The month of May traditionally marks the beginning of the tourism season in Turkey. Despite rising prices and the domestic turmoil triggered by the closure case against the ruling Justice and Development Party (AKP), 2008 is expected to be another record year.
Over 27 million foreign tourists visited Turkey in 2007 and the tourism sector is now one of Turkey’s main sources of foreign currency. Total tourism revenue was almost $18.5 billion in 2007 and is confidently expected to exceed $20 billion this year. Most of the foreign tourists come from cold European countries, such as Germany, Russia and Britain, in search more of sun, sea and sand than Turkey’s rich cultural heritage and treasure trove of historical artifacts. On the beaches along Turkey’s Mediterranean and Aegean coasts, scantily-dressed foreigners and Turks sunbathe alongside each other. On some beaches, it is not unusual to see Turkish and foreign women bathing topless.
However, although it remains a niche market, in recent years, the fastest growth in the Turkish tourism industry has been in hotels catering to what the specialist tour operators who market them describe as “Islamic hotels” (www.tesetturluoteller.gen.tr), which offer separate swimming pools and recreational facilities for men and women, with the women’s bathing facilities shielded from the prying eyes by fences or walls, and a strict prohibition on anything deemed un-Islamic, such as the serving of alcoholic drinks.
The first such establishment, the Caprice Hotel in Didim on Turkey’s Aegean coast, was opened in 1995. There are now believed to be 27 such hotels scattered throughout Turkey, most of them having opened since the moderate Islamist AKP first came to power in November 2002. According to a survey by Mustafa Dogan of Canakkale University, two new Islamic hotels were opened in 2004, three in 2005 and 10 in 2006. In addition to offering segregated bathing, several of the hotels also offer health facilities such as spas; again with strictly segregated areas for men and women (Referans, May 17).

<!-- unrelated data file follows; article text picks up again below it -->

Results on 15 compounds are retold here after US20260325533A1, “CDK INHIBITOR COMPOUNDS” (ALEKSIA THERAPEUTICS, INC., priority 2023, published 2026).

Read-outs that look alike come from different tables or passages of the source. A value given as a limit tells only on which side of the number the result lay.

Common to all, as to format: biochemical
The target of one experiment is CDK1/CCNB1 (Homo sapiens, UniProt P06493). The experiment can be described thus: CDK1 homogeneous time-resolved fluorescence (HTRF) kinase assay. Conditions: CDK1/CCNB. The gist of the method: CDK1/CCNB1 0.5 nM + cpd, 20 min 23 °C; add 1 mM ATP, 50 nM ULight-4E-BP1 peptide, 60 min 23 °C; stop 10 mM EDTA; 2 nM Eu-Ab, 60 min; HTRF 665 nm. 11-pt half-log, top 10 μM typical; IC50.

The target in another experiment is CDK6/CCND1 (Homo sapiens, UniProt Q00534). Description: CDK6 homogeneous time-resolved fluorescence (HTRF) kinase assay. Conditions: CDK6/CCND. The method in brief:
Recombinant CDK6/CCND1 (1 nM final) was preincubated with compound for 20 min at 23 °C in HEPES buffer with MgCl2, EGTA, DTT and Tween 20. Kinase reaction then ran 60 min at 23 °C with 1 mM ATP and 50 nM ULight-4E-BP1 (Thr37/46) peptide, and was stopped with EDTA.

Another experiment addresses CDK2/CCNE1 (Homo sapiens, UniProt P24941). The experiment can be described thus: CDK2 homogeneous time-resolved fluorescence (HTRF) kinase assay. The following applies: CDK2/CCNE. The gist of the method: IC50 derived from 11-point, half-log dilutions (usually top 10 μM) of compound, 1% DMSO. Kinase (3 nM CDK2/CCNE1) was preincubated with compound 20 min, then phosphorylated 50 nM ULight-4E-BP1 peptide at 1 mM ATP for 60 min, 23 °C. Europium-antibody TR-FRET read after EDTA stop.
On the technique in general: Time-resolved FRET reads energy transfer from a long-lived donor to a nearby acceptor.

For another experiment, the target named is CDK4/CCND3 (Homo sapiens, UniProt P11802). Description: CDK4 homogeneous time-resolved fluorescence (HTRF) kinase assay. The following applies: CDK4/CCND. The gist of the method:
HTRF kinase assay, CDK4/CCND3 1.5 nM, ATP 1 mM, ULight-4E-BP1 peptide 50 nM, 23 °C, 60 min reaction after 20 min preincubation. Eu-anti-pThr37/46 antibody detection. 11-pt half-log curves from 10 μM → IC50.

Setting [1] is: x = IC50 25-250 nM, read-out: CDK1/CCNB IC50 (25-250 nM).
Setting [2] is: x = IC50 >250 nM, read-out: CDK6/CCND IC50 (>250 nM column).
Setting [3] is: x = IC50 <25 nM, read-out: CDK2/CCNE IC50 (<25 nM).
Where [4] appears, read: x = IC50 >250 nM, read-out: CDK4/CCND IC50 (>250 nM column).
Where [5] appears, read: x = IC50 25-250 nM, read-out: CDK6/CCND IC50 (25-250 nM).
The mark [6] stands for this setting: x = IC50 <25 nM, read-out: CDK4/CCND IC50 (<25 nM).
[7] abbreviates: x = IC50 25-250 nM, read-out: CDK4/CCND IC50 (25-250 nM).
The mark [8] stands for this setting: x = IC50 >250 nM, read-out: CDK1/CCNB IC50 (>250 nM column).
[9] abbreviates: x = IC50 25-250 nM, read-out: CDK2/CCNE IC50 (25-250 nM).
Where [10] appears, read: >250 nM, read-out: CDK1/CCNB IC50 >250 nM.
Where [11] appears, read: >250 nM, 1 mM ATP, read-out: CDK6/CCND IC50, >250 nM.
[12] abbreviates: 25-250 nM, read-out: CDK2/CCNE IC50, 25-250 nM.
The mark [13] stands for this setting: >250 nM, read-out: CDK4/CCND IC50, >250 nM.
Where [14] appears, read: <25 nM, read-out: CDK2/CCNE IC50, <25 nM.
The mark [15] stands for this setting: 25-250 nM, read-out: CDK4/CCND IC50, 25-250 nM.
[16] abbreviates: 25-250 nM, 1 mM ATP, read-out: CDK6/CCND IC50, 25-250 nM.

Despite the recent rapid growth, the total number of guests who stay at such Islamic hotels remains relatively small at around 50,000 a year. One of the reasons for the low number is that most conservative Turks do not have a tradition of taking vacations at hotels, whether at the seaside or elsewhere. This is partly because there was nowhere for them to go, before the Caprice opened in 1995. Those who did take vacations tended to be recent migrants to the cities who would return to their ancestral homes in the countryside to visit relatives. Another reason was financial. The poor in Turkey still tend to be the most conservative segment of society. However, one of the most striking social changes in Turkey over the last 15 years has been the emergence of a conservative bourgeoisie, mainly as the result of small and medium-sized businesses from small-town Anatolia growing rich on the back of the Turkish export boom of the 1990s; and then moving both their businesses and their families into the metropolises of western Turkey.
The AKP itself is largely a product of this social change, providing the party with not only many of its leading members but also most of its finances. In turn, since it came to power, the AKP has enriched its own supporters by awarding state and local authority contracts to conservative businesses.
For Turkey’s secularist elite, the rapid growth in Islamic hotels is just the latest encroachment into what had previously been their exclusive preserves. When the conservative bourgeoisie first began to emerge in the 1990s, it initially developed parallel to the traditional secularist elite. Most conservative Turks lived in their own neighborhoods, had their own publications, television and radio and even shopped in their own stores. It is difficult to be certain whether Turkish society has really become more conservative since the AKP came to power. What it is undeniable is that conservatives have become more visible. For example, ten years ago it was unusual to see a woman wearing a headscarf shopping in a glitzy shopping mall in an expensive neighborhood. Now they are commonplace, and it is often possible even to see women wearing the all-black chador.
It is this visible change in Turkey society, rather than the fear that the AKP is preparing to introduce Islamic sharia law, that underpins the strength of secularist opposition to the current government. However frequently the AKP may deny that it is an Islamist party and repeat its commitment to secularism, for many secularists, the changes that they see in their everyday lives stand as proof that the tide is turning against them and that they are now under siege.
For the moment at least, Turkey’s parallel societies rarely meet on the country’s beaches. But the fear for many secularists is that, even if they still account for a small proportion of the total number of hotels in the country, the extraordinarily rapid growth in Islamic hotels is another sign of things to come. Although attention is now focused on the ongoing case before the Constitutional Court for the AKP’s closure (see EDM, April 1), both secularists and Islamists are aware that, ultimately, the battle for the soul of Turkey will be won and lost not in the political arena but in the social one.